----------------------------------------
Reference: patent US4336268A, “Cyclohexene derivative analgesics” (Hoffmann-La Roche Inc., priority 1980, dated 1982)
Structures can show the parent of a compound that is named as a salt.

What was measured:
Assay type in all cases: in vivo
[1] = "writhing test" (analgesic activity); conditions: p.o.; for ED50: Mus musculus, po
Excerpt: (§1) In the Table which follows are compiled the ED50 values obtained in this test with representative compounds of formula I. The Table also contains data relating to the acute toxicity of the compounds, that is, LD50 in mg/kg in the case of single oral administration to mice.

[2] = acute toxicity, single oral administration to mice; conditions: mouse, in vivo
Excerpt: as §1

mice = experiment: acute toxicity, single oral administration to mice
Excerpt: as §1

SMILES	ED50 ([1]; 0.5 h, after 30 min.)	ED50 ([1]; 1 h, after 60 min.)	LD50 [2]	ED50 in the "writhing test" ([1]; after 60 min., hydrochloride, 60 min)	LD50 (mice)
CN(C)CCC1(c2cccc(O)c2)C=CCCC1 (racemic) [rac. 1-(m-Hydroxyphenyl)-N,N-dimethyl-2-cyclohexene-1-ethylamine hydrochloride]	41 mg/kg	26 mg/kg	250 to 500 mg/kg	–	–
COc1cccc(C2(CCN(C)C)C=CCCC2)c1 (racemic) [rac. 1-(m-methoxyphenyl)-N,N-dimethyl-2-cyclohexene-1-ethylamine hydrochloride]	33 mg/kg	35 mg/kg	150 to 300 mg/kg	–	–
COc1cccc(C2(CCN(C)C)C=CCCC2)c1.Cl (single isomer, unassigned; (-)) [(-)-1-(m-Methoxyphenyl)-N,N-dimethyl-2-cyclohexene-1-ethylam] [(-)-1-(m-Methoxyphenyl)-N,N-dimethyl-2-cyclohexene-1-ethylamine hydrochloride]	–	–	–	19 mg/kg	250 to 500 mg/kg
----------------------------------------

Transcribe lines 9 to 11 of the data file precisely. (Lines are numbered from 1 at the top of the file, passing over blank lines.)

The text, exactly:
mice = experiment: acute toxicity, single oral administration to mice
Excerpt: as §1

SMILES	ED50 ([1]; 0.5 h, after 30 min.)	ED50 ([1]; 1 h, after 60 min.)	LD50 [2]	ED50 in the "writhing test" ([1]; after 60 min., hydrochloride, 60 min)	LD50 (mice)